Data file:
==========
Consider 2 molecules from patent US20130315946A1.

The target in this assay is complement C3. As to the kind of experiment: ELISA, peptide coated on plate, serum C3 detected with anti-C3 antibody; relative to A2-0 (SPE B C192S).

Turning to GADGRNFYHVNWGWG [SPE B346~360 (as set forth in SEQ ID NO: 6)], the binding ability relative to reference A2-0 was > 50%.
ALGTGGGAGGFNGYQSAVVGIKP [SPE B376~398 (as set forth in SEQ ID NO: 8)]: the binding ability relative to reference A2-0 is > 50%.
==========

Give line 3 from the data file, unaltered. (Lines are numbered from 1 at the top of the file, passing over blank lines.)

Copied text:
Turning to GADGRNFYHVNWGWG [SPE B346~360 (as set forth in SEQ ID NO: 6)], the binding ability relative to reference A2-0 was > 50%.